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Dejour provides an easy, ‘works out of the box’ experience for the Clojure programming language. Clojure is a function LISP JVM hosted variant that is great for concurrent programming. You can find the clojure source and original downloads at

Unfortunately, while provides the superb Clojure language as well as clojure-contrib (a set of useful libraries) there are a few things missing. The most important missing bit is a script that will run Clojure. Also missing is the very useful jline, which provides you with command editing when you are running the interactive clojure interpreter or REPL.

The Dejour project pulls all of this together in a single easy to get, easy to install download. Dejour currently works on Linux and Macs, and windows.

Installing Dejour

Step one is to download the latest Dejour tar or zip from:

Step two is to unpack Dejour. You will end up with a directory with a name like dejour-1.1.0. Inside that directory is a bin directory, containing a Linux/Mac script, clj as well as a couple of Windows executables. If you are running on Linux or a Mac, you can run clojure by running the clj script. If you are on windows you have a choice of clj.exe which will run clojure with a console or cljw.exe which will run clojure without a console.

There is no step three.

Using the clj script

If you run the script with no parameters, clj will bring up the interactive clojure ‘interpreter’: You can simply type in clojure code and immediately see the results. Alternatively, if you supply clj with the name of a clojure script, it will run that script.

The clj script and executable are designed to be very simple for beginners to use, but they are also capable of doing more elaborate things. Here are the arguments that clj understands:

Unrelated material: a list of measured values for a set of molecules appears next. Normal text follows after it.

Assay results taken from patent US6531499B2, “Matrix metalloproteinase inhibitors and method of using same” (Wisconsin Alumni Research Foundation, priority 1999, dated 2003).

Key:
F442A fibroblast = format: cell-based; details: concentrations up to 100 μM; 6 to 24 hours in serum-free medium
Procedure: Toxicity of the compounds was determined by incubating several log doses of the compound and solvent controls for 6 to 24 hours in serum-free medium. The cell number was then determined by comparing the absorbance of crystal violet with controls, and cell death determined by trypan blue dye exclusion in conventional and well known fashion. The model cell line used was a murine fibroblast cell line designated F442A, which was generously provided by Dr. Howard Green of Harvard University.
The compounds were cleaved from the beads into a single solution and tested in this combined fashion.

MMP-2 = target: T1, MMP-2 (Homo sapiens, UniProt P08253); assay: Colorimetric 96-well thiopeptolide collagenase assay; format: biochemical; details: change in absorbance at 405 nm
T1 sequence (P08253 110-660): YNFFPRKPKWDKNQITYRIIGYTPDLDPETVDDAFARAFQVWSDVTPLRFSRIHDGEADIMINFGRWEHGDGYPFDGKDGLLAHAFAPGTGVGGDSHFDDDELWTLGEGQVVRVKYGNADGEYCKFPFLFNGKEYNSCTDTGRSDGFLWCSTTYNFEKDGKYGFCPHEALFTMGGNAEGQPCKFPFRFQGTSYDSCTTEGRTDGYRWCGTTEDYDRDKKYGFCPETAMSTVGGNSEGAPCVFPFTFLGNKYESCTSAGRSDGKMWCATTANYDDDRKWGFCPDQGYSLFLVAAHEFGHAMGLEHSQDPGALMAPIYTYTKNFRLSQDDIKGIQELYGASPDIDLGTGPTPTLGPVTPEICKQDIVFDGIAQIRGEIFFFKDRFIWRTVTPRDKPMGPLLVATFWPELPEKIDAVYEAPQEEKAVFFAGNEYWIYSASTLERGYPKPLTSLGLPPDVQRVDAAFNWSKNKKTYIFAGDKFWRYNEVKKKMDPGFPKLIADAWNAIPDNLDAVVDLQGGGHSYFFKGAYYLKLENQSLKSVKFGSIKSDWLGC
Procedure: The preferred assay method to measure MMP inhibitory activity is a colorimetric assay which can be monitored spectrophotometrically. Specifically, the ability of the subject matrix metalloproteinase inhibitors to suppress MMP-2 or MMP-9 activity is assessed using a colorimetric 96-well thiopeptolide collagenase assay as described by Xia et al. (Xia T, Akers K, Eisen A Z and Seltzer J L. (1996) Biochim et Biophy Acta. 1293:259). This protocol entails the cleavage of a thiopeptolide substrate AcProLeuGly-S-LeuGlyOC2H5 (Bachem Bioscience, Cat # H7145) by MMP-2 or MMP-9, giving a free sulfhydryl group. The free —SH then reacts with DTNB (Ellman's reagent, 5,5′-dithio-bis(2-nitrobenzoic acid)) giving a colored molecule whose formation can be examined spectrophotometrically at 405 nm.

• -debug Just print out the java command and exit.
  • -no-jline Don’t use jline
  • -no-contrib Don’t use clojure-contrib
  • -cp Add the next argument to the classpath
  • -classpath Add the next argument to the classpath
  • -Dname=value Define the given Java system property, passed directly to java.
  • -Xjava-option Passed directly to Java
  • -client Use the java client VM
  • -server Use the java server VM
  • -hotspot Turn on java hotspot
  • -J java-option Pass the next argument directly to java.
  • — Treat everything that follows as a clojure argument

Dejour is also location independant. It will run out of where every you decide to unpack it, no environment variables required. The only external dependancy that Dejour has is on Java: It assumes that there is a java command in your path, or that JAVA_HOME is set. If you have both, JAVA_HOME wins.


If you just want the clojure REPL (i.e. interactive shell), simply run the clj script (or clj.exe on Windows):

$ clj Clojure 1.1.0 user=>

If you want to execute a file full of clojure code, call out the file on after clj:

clj my-clojure-code.clj

If you want to pass arguments to your clojure script, just hang them on the end of the command:

clj my-clojure-code.clj some arguments

If you need to pass a -D or -X argument to java, put it before the clojure file:

clj -Xmx500M -DFoo=bar my-clojure-code.clj some arguments

If you have other java VM arguments, you can pass them in via the -J option:

clj -J -d32

Dejour also comes with some simple examples of Clojure code from my “Clojure, the least you need to know” talk. You will find these in the examples subdirectory.


Dejour was created by Russ Olsen and is, of course, based on Clojure, clojure-contrib and jline. Much of the clj script was hamelessly stolen from the Jruby startup script, Also borrowed some code from Mark Reid’s clj script.

See my website at


Copyright © 2010 Russ Olsen and released under the Apache 2.0 license.

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